Avengers: Infinity War and Avengers: Endgame together formed an amazing culmination. While Infinity War still comes under to build up, Endgame really was a finale that closed so many arcs, before setting up new ones. Connections to the first films of certain heroes were clearly visible, as it was the end of the line for the likes of Captain America, Iron Man and Black Widow. While Iron Man took the spotlight by sacrificing himself, the writers did extremely well to close Captain America’s story arc as well.
Everyone who saw the film would admit to the fact that the writing and story-telling in this film was just top notch! The fact that the writers Christopher Markus and Stephen McFeely had been working with Marvel in forming the MCU also helped quite a lot. The two writers wrote 5 movies including the Captain America Trilogy and the final two Avenger movies. So, who better than them to bring Captain America’s chapter to a fitting end.
Even though many fans would have had problems with the way that the two writers handled Time Travel by giving it a new spin, we just have to applaud their attempt at originality and not presenting us with the same old. But that’s not the great part about their writing. The greatness came with the connections that were shown in relation to the older films of the MCU. I am Iron Man, Cheeseburgers, Cap going back to live with Peggy & dance till he got old, all of that was just amazing.
But since the writers started with The First Avenger, it will only be fitting for them to have a special connection with that film! Apart from the whole Peggy-Cap thing, there was yet another touching link between The First Avenger and Endgame. It has been pointed out by The5starz. Here’s what the Redditor wrote:
“During Captain America’s first movie, the night before his procedure, the scientist goes to steves room to talk. In this conversation, he tell Rogers “No matter what happens, promise me one thing: that you’ll stay who you are. Not a perfect solider, but A GOOD MAN.” pointing right at Steve’s heart. He repeats this “good man” gesture when he dies later in the film.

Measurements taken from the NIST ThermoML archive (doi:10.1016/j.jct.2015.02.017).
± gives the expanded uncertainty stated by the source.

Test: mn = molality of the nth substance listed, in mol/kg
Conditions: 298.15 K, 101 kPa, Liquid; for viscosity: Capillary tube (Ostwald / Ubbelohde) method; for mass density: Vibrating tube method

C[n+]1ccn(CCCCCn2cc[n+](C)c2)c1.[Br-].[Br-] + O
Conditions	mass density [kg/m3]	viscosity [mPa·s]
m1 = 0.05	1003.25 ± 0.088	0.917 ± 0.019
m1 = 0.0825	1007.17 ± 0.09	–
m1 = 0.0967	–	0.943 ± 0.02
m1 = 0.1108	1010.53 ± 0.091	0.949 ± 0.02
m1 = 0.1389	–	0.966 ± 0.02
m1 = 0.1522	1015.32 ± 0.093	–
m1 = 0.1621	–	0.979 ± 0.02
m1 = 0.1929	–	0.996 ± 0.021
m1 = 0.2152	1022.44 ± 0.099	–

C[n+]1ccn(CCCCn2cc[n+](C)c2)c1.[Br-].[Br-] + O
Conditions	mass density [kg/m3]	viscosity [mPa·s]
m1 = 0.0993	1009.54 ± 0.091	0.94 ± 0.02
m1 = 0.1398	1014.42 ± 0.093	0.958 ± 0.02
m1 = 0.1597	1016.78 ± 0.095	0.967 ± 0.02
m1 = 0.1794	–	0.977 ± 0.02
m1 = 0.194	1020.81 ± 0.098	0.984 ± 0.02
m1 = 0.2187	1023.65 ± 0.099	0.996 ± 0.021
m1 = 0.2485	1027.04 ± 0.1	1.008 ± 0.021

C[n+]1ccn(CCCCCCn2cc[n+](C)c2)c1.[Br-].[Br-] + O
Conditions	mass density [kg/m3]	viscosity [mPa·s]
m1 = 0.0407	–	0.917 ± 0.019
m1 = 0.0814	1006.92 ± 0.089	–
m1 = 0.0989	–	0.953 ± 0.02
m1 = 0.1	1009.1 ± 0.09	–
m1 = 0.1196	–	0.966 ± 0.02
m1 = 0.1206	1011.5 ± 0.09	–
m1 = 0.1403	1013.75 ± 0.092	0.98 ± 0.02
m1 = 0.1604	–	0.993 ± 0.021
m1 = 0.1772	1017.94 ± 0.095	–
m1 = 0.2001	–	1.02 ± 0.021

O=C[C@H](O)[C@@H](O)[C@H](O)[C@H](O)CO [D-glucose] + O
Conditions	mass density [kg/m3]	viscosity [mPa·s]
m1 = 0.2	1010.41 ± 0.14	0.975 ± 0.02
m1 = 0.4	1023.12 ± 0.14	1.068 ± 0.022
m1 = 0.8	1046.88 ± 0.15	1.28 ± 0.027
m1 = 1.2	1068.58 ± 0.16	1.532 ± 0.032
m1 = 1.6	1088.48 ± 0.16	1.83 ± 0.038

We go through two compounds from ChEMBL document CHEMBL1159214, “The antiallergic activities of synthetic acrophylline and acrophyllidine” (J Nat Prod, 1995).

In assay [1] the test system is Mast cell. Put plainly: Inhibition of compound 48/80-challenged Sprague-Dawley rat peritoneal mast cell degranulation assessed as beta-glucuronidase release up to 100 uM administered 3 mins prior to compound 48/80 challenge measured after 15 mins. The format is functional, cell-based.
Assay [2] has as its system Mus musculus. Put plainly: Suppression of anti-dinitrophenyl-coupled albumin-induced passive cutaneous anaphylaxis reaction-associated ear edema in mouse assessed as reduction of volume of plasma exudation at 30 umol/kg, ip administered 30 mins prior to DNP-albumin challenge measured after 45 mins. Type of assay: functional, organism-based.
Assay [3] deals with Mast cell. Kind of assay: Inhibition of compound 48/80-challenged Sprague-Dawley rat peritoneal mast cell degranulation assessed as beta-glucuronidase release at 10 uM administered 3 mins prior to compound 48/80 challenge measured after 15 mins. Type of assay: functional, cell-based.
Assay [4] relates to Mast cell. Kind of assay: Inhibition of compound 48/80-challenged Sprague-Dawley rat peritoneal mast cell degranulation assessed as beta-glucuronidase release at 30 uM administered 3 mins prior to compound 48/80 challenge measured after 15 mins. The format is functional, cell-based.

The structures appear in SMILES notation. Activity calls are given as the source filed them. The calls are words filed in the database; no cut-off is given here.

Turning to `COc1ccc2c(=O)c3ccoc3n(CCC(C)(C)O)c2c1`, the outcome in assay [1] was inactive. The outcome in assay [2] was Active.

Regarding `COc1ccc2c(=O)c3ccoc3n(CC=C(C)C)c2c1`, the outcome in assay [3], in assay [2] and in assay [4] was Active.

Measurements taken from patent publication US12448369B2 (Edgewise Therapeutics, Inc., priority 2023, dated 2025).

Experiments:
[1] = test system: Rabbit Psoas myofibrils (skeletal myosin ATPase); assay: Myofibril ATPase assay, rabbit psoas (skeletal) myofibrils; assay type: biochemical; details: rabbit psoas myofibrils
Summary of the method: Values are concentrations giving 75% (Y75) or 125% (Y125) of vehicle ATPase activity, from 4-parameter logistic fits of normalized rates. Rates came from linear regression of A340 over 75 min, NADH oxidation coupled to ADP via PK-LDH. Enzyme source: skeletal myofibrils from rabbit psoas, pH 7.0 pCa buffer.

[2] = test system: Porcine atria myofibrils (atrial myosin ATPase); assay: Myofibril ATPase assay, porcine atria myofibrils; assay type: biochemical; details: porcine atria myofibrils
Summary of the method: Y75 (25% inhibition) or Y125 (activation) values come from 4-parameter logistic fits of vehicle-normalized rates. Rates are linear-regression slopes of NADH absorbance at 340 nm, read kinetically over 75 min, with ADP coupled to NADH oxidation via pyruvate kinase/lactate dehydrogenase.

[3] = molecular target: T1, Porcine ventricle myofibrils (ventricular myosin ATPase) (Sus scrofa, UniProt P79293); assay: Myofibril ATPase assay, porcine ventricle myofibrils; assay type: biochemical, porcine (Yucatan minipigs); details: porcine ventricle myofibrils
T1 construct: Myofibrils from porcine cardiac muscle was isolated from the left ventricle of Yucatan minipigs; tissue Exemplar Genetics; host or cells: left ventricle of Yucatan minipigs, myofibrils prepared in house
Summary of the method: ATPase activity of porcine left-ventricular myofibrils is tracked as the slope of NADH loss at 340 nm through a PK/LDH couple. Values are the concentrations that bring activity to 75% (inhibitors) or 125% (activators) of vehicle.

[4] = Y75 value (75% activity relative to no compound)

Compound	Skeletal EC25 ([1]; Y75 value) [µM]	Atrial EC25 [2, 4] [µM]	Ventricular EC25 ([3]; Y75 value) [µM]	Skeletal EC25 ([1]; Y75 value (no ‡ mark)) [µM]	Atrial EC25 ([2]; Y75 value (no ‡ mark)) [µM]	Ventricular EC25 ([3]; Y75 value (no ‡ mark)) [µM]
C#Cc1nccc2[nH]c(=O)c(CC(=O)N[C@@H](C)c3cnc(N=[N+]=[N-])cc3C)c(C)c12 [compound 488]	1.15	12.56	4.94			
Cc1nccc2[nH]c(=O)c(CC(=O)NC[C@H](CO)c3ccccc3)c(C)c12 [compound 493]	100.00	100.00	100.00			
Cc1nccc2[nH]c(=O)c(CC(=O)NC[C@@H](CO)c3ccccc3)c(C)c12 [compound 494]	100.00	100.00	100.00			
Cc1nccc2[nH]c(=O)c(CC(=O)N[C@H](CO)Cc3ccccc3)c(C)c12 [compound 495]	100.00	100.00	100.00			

Fast forward to endgame, when Steve is about to jump to the past. Falcon approaches him before he leaves and says, “I wish I could go with you” to which Steve replies “I know… You’re a good man Sam.” Then 5 seconds later Steve appears on the park bench, ready to pass the mantle over to Sam.
This shows how much Steve saw in him. A random vet who was there for him back in Winter Solider when no one else was, who stuck with him on the wrong side of the law in Civil War. A man who put his life on the line again and again for the greater good and fought alongside giants proved to be worthy of the title of Captain America.
A good man.”
This falls in line with why Falcon was the one that deserved to carry the mantle and not Bucky. Even the Directors agreed to the fact that even though Bucky was teased to carry the Shield several times, he just wasn’t worthy because of his horrific past. He may not have been in control of his actions but he still did those things. That’s why he has to serve redemption for his crimes fighting alongside the new Captain America.
During Comicbook.com’s live Q&A called “An Evening with Joe Russo,” the co-director said:
“Cap and Bucky are brothers but you know what’s interesting about them is they’re very different people and I think that Bucky always has the ability to have his mind corrupted, it can always be taken over by someone else. That hasn’t been resolved for him and Sam has his free will and I think that Sam also had a similar ethic as Cap as far as service goes in the military.
Sam still retains that spirit of service to the community and he lives in that circle very clearly in the movies. Comic books and movies are very different and our interpretation of the characters if you’ve been following the movies are very different from what the books are so as it stands in these films, Bucky is still a damaged character who I think feels like he doesn’t want the shield and I think that ultimately Sam is a character with free will who is the closest in morality to what Cap was and Cap believes he deserves it.”